Memorial Day {Remembering The Fallen}

memorial day

This past week was a sobering one for me. Our family battled illness a lot last week, but that’s not what made it sobering. For the entirety of the week, I worked on a very special wreath order I had received the week prior. This wreath was made in memory of a Marine who lost his life 11 years ago and will be placed on his headstone today, Memorial Day. The day I mailed out that wreath, another order came in. This one was for yet another Marine who lost his life. With Memorial Day right around the corner and now here, I was in constant reminder of what this day is all about.


Memorial Day isn’t just a three-day weekend. It isn’t just a day to throw a barbecue or picnic. It isn’t even a day for veterans or active military. (That’s what Veterans’ Day is for.) No, Memorial Day was established so that we, the American people, would never forget the lives that were lost for our great Nation. This day is meant for the memory of the men and women, past and present, who gave all for us.


I just want to give some numbers to help put perspective on the amount of American military members who died in wars, from the beginning of America:

  • American Revolution (1775-1783) – 4,435
  • War of 1812 (1812-1815) –  2,260
  • Indian Wars (1817-1898) –  follow url 1,000
  • Mexican War (1846-1848) –  13,283
  • Civil War (1861-1865) – 498,332
  • Spanish-American War (1998-1902) – 2,446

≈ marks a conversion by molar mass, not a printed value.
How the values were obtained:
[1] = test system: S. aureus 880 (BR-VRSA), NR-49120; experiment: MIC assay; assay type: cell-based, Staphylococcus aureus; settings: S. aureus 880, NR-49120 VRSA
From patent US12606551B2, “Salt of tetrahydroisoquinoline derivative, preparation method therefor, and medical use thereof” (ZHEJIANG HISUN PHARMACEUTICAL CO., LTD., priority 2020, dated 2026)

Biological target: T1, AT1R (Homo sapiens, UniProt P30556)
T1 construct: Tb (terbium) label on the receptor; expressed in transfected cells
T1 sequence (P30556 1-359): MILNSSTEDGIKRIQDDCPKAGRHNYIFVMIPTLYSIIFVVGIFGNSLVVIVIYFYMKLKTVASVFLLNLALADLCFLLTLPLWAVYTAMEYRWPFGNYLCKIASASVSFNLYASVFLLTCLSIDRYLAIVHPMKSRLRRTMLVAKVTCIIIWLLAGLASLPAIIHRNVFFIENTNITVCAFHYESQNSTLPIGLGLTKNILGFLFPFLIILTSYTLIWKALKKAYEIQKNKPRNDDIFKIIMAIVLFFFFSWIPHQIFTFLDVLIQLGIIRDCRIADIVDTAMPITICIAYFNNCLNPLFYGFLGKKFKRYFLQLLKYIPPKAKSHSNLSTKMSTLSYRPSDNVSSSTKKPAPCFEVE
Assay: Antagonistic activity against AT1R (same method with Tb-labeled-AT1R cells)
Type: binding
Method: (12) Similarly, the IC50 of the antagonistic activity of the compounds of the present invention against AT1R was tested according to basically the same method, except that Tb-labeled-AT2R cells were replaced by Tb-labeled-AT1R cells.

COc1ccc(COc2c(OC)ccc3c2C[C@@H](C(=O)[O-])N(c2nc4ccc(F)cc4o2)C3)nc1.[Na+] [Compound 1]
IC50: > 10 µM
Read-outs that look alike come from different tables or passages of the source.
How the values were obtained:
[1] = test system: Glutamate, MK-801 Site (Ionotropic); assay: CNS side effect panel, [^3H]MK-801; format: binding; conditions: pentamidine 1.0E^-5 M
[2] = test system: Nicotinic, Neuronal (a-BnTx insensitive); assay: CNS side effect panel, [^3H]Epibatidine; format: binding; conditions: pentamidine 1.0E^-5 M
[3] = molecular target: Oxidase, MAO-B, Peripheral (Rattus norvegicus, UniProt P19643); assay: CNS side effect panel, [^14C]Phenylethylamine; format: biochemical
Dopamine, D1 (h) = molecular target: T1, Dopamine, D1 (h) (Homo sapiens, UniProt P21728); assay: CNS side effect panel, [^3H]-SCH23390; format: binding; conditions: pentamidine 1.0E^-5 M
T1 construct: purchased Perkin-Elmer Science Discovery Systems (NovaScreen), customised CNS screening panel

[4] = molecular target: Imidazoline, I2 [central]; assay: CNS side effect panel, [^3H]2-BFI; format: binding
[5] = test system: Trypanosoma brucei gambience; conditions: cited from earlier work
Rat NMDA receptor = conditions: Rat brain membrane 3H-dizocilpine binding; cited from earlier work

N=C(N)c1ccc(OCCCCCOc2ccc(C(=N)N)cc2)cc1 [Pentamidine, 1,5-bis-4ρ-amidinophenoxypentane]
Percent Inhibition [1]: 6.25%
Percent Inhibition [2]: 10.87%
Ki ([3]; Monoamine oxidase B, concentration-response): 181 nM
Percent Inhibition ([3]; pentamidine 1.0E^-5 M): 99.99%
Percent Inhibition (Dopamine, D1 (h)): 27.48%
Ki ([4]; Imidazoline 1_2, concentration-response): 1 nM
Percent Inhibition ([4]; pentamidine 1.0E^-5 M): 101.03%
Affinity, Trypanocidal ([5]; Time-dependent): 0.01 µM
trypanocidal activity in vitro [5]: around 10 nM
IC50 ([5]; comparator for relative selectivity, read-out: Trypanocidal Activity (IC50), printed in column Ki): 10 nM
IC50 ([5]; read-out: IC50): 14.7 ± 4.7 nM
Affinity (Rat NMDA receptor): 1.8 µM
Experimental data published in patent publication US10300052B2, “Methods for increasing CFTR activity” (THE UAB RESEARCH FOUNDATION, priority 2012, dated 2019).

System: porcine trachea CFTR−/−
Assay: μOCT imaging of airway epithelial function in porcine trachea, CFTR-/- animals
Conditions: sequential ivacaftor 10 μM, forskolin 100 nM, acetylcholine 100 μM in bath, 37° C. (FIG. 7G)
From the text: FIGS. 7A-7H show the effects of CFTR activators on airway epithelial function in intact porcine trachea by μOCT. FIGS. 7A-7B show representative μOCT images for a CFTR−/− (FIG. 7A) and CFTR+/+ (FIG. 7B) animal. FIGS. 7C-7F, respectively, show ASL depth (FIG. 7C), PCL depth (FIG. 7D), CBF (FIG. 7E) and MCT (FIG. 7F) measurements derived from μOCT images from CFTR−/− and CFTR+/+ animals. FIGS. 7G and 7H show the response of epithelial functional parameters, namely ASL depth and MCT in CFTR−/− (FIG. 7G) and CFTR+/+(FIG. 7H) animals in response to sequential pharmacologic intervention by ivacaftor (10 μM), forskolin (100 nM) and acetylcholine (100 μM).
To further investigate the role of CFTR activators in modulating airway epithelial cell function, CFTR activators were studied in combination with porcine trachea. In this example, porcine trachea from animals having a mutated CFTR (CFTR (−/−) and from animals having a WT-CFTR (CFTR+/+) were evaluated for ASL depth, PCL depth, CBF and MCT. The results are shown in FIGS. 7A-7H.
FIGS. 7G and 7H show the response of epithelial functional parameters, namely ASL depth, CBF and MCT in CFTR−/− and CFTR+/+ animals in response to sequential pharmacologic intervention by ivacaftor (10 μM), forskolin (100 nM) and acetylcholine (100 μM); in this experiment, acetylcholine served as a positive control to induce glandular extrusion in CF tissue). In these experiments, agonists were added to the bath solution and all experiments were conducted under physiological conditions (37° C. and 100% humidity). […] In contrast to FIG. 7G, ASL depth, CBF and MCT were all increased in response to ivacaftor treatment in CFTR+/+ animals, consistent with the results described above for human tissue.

• World War I (1917-1918) – 116,516
  • World War II (1941-1945) – 405,399
  • Korean War (1950-1953) – 54,246
  • Vietnam War (1964-1975) – 90,220
  • Desert Shield/Desert Storm (1990-1991) – 1,948
  • Operation Iraqi Freedom – 4,423 (including DoD civilian casualties)
  • Operation New Dawn – 66
  • Operation Enduring Freedom – 2,320 (including DoD civilian casualties)

Just looking at all those numbers is alarming! So many lives lost! Those lives are who today is all about. Please take a moment and remember them. If you can, maybe even go to a local grave site and find the headstones of those who served and died. Thank them for what they did for you and me.

I’ll never forget attending the memorial service for two men in my husband’s unit, who lost their lives in Afghanistan. It was so sad and humbling. You can read about that memorial service {here}.

Please just lift all the parents, wives, husbands, and children who are mourning their losses today. Today isn’t a day of fun and rejoicing for them. It’s a day of mourning and honoring their loved ones.

May we never forget!

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*Casualty report sources: and*


You can find where I’m linking up {here}.


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